Neither Robert Novak nor I would have anything to do with Louis Farrakhan if we believed he were anti-Semitic. Both of us remain friendly to Pat Buchanan, who has been labeled anti-Semitic by some political columnists who dislike the tone of some of his views. We know anti-Semitism when we see it, and we know Pat ain't one. As Bill Buckley put it, it is sometimes hard to defend Pat against charges of anti-Semitism, although I did last year in an article for the Forbes MediaGuide, and Jack Kemp did, on a Sunday TV show. To tell you honestly, Mr. Rich, it is actually easier to defend Louis Farrakhan against charges of anti-Semitism than it has been to defend Pat Buchanan. This is because Min. Farrakhan has gone out of his way to renounce anti-Semitism and bigotry — which the press corps does not report. And a diligent review of the charges against him by Jewish political people turns up no smoking gun. You can buy the Final Call and send for any of dozens of audio and video tapes of speeches he has delivered over the years. You will find him angry in his observations, as when he lashed out at those Korean, Indian and Jewish bloodsuckers who take from the inner city blacks through their shops, and give nothing in return. Or you can find lashing out in anger against those secular Jews who hide behind Judaism in pursuit of the narrow political agendas, thus turning a great religion into a dirty religion. Dragging it into the gutter, so to speak, as the money changers did at the Passover feast. I've gone through tape after tape of his speeches in search of hatred and bigotry and found none. I've observed some of his followers engage in anti-Semitic demonstrations, as with Khalid Muhammad's speech at Howard University a few years back. But I've then observed Farrakhan punishing those responsible, including Khalid, although in a way that did not satisfy the Jewish community.
The stories of how Irv Kupcinet and Mike Wallace tried to bring him together with Jewish leaders, and failed, all wind up in the newspapers as evidence that Min. Farrakhan was at fault. My own inquiries tell quite a different story, one that is most inconvenient for the Jewish leaders who participated in these attempts, or for the media they control. Yes, "Jewish control of the media" is a ridiculous canard, there being virtually no issue of public policy on which Jews agree. But it should be obvious to everyone that on the issue of Farrakhan there is virtually total Jewish unity, which makes it extremely difficult for Farrakhan to get a fair hearing via the free press. Even The Wall Street Journal last week publicly acknowledged in an editorial that it had given its proxy on the Farrakhan matter to Seth Lipsky, publisher of the Forward. It has simply been my attempt, since the Million Man March, to help Farrakhan break through this media wall. It takes great patience to make progress in this area, because so many of his good-faith efforts to communicate with the white community in general and the Jewish community in particular have been grotesquely twisted and turned against him.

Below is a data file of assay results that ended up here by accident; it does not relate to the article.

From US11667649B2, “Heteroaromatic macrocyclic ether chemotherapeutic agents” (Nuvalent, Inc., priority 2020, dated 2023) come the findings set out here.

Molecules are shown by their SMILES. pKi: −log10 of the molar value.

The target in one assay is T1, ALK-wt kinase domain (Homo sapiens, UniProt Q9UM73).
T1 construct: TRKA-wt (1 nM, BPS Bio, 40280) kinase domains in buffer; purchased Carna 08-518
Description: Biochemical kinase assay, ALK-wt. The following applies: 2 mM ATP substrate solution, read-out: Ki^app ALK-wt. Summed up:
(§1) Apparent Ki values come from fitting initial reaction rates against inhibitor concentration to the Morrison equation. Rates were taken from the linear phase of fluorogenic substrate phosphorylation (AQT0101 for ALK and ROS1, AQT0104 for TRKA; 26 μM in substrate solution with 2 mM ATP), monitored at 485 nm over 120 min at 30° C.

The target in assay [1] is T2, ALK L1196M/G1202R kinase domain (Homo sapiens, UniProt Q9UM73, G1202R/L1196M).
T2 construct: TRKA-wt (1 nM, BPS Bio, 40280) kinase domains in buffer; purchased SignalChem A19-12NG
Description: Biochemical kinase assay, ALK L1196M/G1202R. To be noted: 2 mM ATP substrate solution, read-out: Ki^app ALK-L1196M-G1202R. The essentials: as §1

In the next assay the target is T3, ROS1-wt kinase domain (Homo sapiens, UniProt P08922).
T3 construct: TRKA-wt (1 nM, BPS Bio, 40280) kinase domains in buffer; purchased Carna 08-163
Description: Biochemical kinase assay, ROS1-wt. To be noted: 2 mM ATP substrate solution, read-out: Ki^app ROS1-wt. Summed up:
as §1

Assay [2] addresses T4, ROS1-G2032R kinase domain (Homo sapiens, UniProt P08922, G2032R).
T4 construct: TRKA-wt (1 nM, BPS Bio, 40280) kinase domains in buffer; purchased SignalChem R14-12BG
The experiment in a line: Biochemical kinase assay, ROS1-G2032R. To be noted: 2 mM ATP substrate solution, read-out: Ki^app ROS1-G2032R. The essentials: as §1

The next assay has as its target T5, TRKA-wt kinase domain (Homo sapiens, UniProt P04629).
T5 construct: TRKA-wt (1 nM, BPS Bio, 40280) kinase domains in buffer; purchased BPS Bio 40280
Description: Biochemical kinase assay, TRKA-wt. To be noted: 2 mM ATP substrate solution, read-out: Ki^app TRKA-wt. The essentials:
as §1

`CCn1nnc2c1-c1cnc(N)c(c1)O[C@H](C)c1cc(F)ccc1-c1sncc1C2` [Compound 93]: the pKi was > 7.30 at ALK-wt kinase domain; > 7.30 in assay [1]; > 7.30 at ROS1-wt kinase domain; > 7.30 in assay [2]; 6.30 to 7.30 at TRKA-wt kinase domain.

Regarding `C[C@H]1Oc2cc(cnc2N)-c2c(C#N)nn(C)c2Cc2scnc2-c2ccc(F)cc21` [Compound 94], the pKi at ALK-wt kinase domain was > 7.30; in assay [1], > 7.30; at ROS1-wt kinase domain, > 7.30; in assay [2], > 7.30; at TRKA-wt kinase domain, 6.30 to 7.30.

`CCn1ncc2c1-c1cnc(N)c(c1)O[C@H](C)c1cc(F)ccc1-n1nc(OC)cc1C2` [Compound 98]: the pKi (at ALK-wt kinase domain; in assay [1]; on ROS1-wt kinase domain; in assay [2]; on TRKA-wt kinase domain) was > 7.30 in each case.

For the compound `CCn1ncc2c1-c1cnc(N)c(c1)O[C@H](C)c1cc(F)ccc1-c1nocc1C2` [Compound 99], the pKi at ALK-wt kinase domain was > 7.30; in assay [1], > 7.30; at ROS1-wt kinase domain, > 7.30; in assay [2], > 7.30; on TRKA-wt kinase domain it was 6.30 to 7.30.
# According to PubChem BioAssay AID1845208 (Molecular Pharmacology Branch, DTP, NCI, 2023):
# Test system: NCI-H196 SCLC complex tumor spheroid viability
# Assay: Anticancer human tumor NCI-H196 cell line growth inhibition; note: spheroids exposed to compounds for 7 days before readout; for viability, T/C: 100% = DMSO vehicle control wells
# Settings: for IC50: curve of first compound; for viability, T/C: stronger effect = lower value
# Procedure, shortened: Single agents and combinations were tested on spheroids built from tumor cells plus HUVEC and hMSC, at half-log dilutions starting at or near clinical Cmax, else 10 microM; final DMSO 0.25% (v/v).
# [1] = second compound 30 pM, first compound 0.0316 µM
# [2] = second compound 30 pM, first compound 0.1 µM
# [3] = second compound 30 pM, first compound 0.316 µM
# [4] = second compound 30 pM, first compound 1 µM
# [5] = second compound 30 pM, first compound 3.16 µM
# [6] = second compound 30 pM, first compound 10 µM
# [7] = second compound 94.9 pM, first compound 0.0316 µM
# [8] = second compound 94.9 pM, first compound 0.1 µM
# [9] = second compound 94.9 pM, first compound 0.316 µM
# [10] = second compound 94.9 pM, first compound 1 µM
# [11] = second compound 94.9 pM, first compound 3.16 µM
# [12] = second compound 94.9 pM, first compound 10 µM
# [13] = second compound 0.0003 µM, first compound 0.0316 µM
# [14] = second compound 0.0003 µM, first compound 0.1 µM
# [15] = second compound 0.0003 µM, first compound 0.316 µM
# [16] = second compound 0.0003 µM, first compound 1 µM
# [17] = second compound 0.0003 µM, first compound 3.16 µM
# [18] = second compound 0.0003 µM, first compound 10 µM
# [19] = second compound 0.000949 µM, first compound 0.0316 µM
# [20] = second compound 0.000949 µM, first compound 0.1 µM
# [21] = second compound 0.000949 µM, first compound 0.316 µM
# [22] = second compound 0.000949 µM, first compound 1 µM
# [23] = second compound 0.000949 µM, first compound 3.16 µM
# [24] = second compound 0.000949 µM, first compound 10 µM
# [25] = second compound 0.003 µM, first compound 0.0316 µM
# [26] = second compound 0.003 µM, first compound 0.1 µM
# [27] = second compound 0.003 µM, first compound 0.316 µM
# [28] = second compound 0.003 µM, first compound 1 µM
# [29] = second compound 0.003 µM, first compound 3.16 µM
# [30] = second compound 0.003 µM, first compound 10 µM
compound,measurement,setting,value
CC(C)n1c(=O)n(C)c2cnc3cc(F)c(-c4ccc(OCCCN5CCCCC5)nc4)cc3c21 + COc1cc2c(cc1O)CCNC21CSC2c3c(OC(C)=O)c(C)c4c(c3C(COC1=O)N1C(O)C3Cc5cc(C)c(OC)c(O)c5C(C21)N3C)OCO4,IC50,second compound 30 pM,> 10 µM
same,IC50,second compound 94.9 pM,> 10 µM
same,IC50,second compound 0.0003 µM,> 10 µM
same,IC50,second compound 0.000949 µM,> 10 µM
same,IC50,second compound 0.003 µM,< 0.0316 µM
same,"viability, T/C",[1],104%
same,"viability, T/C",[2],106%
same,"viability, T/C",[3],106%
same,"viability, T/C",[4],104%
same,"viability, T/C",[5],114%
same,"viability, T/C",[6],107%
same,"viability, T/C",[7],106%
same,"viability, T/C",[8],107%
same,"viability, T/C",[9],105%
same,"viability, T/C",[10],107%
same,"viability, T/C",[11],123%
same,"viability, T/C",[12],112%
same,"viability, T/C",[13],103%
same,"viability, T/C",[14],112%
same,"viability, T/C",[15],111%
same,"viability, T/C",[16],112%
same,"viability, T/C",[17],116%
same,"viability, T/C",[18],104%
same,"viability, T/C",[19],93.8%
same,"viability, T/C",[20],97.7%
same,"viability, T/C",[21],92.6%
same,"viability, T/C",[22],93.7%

Last October, for example, both the NYDaily News and the New York Post ran news stories praising Abe Foxman for rejecting Farrakhan's offer to sit down and work out differences. News stories, for goodness sakes! The Times and the WSJ made no mention of his appeal. Nor did any of the media report on his public renunciation of anti-Semitism and bigotry, in response to Jack Kemp's challenge in early September. I ask my journalistic friends what good is the First Amendment if the press self-censors such important news from a man who was able to summon a million men to a peaceful march in Washington, men not of his religious faith, who heard a message powerful enough that they were willing to respond from long distances and at their own expense.
I'm taking the trouble to write this memo to you, this morning of Holy Thursday of Easter Week, because I found your column insightful and intelligent. Your columns are frequently angry and judgmental. Today's was observant, disapproving, but still questioning. I'm sure what I've written here will not cause you to throw aside your skepticism, but at least I hope I can get you to remain in an observant, questioning mode. Min. Farrakhan will be on "Fox Sunday Morning" with Tony Snow on Easter Sunday. If you would let down your guard just a little bit, you might find yourself more interested in what's going on here, leading to more questions.
I'm posting this memo on my Internet website today, at www.polyconomics.com. It will run over the Easter weekend. If you look into it, and check the archives for 1995, you will find an account of the Million Man March, which I wrote the Sunday before the March itself. At the time, I had not yet had contact with the Nation of Islam or Min. Farrakhan.